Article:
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"The Other Two" is a comedy of manners about husbands and a wife and adjustments to society. Edith Wharton has explored marital themes in other short stories, but some critics believe this story to be Wharton's most nearly perfect short story in structure and substance. Other critics consider Wharton's stories colorless unengaging imitations of Henry James' stories. In "The Other Two" Wharton explores the contrasting ideas of illusion and belief as well as the related idea of ethics.
In the story, Waythorn is under the illusion that his wife behaves with disinterestedness toward her two ex-husbands, one of whom comes to the Waythorn home to attend to the ill daughter he shares with his ex-wife who is now Waythorn's wife and one of whom the Waythorn's meet in social settings. In this scenario, Mrs. Waythorn creates the illusion, through withholding information, that she is behaving with disinterest toward her ex-husbands, leading Waythorn to the belief that her deportment is above questioning.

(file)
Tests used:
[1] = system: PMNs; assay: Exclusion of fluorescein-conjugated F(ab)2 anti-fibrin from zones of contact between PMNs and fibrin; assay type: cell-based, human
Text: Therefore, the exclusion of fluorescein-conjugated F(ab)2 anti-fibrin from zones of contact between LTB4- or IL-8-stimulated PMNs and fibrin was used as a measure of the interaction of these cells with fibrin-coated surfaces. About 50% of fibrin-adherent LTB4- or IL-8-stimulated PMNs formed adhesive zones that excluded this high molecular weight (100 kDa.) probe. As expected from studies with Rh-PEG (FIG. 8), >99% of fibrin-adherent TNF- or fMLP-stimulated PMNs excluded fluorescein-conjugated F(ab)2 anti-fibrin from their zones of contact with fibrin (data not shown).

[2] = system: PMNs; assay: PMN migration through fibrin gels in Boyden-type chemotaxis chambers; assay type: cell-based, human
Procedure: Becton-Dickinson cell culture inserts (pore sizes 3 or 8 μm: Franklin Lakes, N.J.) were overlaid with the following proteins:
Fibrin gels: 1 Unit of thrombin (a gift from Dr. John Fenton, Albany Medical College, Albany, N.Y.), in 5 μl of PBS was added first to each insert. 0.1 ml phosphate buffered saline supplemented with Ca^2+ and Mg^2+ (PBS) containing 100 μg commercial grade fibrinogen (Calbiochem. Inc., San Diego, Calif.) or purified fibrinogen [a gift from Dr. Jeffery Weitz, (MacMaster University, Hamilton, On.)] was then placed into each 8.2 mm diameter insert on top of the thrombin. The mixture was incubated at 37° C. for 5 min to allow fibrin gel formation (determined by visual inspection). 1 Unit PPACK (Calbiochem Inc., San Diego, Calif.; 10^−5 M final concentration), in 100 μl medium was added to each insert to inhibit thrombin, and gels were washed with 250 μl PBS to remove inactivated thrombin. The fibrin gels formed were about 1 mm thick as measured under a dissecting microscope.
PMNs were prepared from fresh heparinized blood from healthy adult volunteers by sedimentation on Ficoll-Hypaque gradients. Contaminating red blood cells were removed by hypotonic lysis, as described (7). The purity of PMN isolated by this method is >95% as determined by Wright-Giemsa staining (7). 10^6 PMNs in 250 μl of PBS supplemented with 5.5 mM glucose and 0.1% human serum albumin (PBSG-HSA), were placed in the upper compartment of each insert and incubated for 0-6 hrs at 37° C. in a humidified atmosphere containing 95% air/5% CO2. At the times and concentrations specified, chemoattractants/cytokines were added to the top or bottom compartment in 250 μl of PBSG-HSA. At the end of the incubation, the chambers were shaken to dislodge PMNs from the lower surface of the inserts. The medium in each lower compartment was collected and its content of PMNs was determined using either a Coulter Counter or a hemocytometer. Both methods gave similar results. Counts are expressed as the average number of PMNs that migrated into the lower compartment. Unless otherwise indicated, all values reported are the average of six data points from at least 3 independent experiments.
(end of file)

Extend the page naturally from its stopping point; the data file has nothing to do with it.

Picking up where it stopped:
Once the illusion is shattered and the belief discarded, the question of ethics remains: What is the ethical thing to do when one has three husbands (two of them ex-husbands) who are thrown together by circumstances? Mrs. Waythorn decides that it is ethical to only speak to them in social gatherings when directly approached by one--and she decides to serve them tea. Supposedly, her current husband agrees with this ethic because he sees the humor of having two of his wife's former husbands in his parlor drinking tea with him.
Thus the significance of "The Other Two" is that it examines the social mores and values of the times by examining an awkward but increasingly common situation in which spouses have multiple spousal connections, thereby exposing the nature of illusion, belief and ethics.
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